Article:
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The National – I Am Easy To Find

24 Jul

The National is the band for whom consistency is a curse as much as a blessing. There is no other band in indie rock, and possibly all music, quite as dependable as The National. They are very good at what they do and it’s always worth listening to what they put out, but their albums have a way of blending together, at least until I Am Easy To Find.

The National have clearly defined their space over their time making music. They are the feeling of looking out a grey, rainy day from inside a warm house. There’s melancholy but there’s also enough coziness to let you fully wallow in it. This album has all of the melancholy and intimacy and gentleness that The National have always evoked, but this is also their first album to feature guest vocalists to such a degree.

The guests take away the major fault of The National to date, the self-centeredness. Making it so that Berninger is no longer the only perspective is a massive, fundamental shift to the way the album feels and this jolt is exactly what The National has needed for some time.

“I Am Easy To Find”, for instance, does really well for adding a female vocalist. What would have been a rather typical song about yearning becomes something much stronger by twinning singers. There’s much more depth and subtlety than before, especially when one voice fades in or out. It’s simple and understated in the way that the best songs of The National have always been, but much more mature than their previous work.

It’s the same, but slightly more so for “The Pull of You”, which most completely delivers on the album’s premise. From the start with a few seconds free of vocals before Lisa Hannigan to Matt Berninger allowing power to come into his voice in the chorus to the tautness of “I know I can get attached and then unattached / To my own versions of others / My view of you comes back and drops away,” there’s a lot in this song that works in a way very familiar and yet new and better.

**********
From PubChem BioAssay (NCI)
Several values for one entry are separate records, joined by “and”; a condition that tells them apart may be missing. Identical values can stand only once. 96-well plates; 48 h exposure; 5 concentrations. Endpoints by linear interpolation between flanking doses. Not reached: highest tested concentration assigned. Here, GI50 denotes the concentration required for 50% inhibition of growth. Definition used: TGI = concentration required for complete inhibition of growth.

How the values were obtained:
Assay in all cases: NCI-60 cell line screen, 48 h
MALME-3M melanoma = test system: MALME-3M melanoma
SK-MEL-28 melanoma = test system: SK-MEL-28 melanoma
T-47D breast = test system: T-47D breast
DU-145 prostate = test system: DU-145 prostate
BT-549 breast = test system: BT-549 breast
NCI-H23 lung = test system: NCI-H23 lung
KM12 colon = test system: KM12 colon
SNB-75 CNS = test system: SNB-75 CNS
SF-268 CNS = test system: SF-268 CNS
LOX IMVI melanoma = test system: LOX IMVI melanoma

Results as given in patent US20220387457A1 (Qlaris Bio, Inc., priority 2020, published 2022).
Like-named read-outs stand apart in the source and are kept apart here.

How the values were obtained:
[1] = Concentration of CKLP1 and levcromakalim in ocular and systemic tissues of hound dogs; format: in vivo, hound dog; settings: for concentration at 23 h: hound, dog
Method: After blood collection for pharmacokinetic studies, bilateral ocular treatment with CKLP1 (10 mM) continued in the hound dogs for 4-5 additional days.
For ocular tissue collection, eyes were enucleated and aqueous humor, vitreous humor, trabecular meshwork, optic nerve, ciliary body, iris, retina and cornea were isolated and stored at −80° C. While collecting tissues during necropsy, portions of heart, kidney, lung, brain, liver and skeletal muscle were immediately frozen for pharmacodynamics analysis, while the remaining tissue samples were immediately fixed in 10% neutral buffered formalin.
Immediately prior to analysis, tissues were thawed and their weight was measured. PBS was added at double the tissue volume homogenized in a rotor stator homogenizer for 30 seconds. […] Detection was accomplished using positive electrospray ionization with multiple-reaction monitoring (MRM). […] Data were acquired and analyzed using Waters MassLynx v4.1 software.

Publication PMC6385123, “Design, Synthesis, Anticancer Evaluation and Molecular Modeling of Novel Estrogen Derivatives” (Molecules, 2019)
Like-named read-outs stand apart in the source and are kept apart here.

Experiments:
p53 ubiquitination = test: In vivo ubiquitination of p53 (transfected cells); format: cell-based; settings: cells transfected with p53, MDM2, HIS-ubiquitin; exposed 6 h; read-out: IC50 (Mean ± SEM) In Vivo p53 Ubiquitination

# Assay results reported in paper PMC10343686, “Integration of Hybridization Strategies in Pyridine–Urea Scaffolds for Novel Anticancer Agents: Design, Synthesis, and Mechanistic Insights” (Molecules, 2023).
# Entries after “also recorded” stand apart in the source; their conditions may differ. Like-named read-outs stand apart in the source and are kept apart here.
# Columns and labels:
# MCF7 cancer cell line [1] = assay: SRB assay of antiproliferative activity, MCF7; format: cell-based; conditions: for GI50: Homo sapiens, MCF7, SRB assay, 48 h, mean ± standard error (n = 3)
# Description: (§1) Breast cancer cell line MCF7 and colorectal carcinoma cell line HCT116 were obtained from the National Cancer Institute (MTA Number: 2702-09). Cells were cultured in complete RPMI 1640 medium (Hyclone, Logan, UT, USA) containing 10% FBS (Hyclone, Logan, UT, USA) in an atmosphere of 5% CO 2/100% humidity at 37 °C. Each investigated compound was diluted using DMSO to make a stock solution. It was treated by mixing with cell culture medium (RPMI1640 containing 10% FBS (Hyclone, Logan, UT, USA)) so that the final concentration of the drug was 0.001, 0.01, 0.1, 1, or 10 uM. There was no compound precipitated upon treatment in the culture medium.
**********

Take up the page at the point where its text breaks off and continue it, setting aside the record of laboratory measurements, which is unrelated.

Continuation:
The more skewed “Oblivions” is also a stand-out. Berninger puts down the base of the song, but it is Mina Tindle who does all of the work to elevate it. Berniger’s staging of the song is hugely important, but Tindle is absolutely excellent. As is “Roman Holiday”, which conjures quick image after quick image. However, there is still a lot in the album that never quite breaches the haze that The National so expertly sets up. There’s a lot of music that just fades into the rest.

The National basically started fully formed. Their aesthetic of cinematic, but shot in a soft and quiet black and white, has been there from day one. With I Am Easy To Find though, they’ve pushed it somewhere that feels completely novel and in doing so made one of their best albums to date.

The National: Trouble Will Find Me

3 Feb

You always know what you are going to get with a National album. As ever, Trouble Will Find Me is a technically skilled yet highly accessible alternative rock album. They remain evocative and emotional. They maintain their darkness and their humor. They are still very personal. The only issue is that their sound has also stayed constant.

It often feels that every single song by The National is the same. This is blatantly untrue, even when brought down to the scale of just this album. “Don’t Swallow The Cap”, for instance, pushes you forward with its plays while songs like “Fireproof” lounge in their melancholy. Also, quality shifts. The two aforementioned songs are excellent, while songs like “Sea of Love” and “Slipped” are fine, but instantly forgettable.

This is an album to listen to while staring out at a gray sky. Occasionally, phrases or tunes will reach your mind and draw a smile. They are after all a clever band. Lines like “I am secretly in love with everyone I grew up with” from “Demons” are too human not to relate to. However, like the rain outside, the album is too familiar and too uniform to ever interrupt your inner dialogue, and an album needs to do more to impress.


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